Letters for Lakers delivers welcoming messages

GVL / Sara Carte
Grand Valley student, Brenden McGuire, shares a piece of his advice with the student body at the Letters to Lakers sticky note exhibit in the Atrium level of the Mary Idema Pew Library on Thursday, September 10, 2015.

Sara Carte

GVL / Sara Carte Grand Valley student, Brenden McGuire, shares a piece of his advice with the student body at the Letters to Lakers sticky note exhibit in the Atrium level of the Mary Idema Pew Library on Thursday, September 10, 2015.

Daniel Goubert

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Though fall classes may mean many emails for Grand Valley State University students, a new exhibit at the Mary Idema Pew Library is offering physical letters and postcards to let students connect with those back home, as well as those in their new home away from home.

The “Letters for Lakers” exhibit, located in the Gary and Joyce DeWitt Exhibition Space on the library’s atrium level, covers the room’s typically bare glass walls with colorful envelopes. Each envelope contains one of 50 different letters collected from GVSU students, alumni, staff or faculty, including one letter from GVSU President Thomas J. Haas and his wife Marcia Haas.

The exhibit was co-developed by First Year Initiative coordinator Emily Frigo and library program manager Erin Fisher, who collected the letters with Kristen Meyer. They reached contributors in person, as well as through University Communications, social media, email and the Alumni Association in an effort that began last winter.

Frigo explained that, although the exhibit is open to all students, the letters contain encouraging words and advice written specifically with first year and transfer students in mind.

“Research shows that in the first couple weeks of the school year, homesickness can set in,” Frigo said. “So I thought, ‘what’s a way we can counter that and help remind people that they’re welcome here?’”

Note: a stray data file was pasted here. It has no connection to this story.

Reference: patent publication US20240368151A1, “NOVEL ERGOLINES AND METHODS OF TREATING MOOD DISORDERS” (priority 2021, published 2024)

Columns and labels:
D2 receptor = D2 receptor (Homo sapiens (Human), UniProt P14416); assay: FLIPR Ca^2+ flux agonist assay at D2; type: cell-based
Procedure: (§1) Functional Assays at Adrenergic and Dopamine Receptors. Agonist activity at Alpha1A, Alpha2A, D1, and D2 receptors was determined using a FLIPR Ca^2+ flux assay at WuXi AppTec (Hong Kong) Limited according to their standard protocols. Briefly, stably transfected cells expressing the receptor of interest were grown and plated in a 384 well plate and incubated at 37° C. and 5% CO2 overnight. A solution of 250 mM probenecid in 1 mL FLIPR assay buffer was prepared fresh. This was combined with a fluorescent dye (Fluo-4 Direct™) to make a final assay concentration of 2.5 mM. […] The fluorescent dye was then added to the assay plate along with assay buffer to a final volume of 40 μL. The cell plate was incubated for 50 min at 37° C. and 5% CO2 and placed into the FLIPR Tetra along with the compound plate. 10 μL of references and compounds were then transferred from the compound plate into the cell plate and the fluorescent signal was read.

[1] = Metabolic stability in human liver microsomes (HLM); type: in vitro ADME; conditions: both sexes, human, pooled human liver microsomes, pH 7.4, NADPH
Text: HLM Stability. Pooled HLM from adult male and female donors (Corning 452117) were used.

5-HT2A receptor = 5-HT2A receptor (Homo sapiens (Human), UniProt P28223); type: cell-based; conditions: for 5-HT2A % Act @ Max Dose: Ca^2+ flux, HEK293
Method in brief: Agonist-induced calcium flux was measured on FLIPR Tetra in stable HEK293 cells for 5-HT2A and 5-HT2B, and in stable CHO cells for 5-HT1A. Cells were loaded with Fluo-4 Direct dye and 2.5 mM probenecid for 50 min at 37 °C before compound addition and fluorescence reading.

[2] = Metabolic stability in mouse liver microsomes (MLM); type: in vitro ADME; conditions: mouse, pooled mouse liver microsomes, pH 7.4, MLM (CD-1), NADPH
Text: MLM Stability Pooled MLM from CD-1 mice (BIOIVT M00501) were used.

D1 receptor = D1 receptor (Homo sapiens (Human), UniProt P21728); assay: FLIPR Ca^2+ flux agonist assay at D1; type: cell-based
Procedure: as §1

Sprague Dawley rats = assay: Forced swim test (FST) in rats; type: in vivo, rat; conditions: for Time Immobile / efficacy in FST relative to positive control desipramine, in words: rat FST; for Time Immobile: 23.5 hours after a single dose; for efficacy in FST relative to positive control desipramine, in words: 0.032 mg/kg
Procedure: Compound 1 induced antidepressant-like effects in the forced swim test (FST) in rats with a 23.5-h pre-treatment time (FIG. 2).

Despite the focus on new students, Fisher said specific letters still spoke to her as a staff member.

“My favorite [letter] is from an alumni,” Fisher said. “She said something like, ‘life is rarely ever a straight line, so embrace the angles.’ It’s so poignant and beautiful, but it’s a very short piece of advice.”

The envelopes on the walls include instructions encouraging visitors to take a letter to keep as a souvenir. Alongside the letters, the exhibit offers additional ways to interact. A wall of colored Post-It notes allows visitors to affix inspiring notes of their own. A nearby stack of custom stationary and a pair of mailboxes lets visitors address meaningful messages to their future selves, which the library will later send to the writer’s email address.

“This is a formal space; we wanted to kind of contrast that,” Frigo said. “We did specifically choose letters, because it’s a bit of nostalgia. We’re inundated with so many things nowadays that a personal note from someone (is something) we don’t often get.”

The mail motif is completed by a series of complimentary, nautical-themed postcards that visitors can send to friends and family. The cards were designed by Linnea Gish, a GVSU art and design major, and were illustrated to resemble postage stamps. They feature images of fishing bears, sailor seagulls and more.

Though the beginning of class has slowed visitation to the exhibit, Fisher said she has still seen first-year students making use of the exhibit.

“There were two groups of students who came in independent of each other,” Fisher said. “They struck up a conversation amongst each other, then they all left together, and went to explore the rest of the library. That was exactly what we had hoped to happen: that the space could create a sense of community.”

The “Letters for Lakers” exhibit will run in the Exhibition Space through Sept. 23. Frigo and Fisher requested that students submit suggestions for future welcoming exhibits to them through their staff emails, which can be found on GVSU’s online staff directory.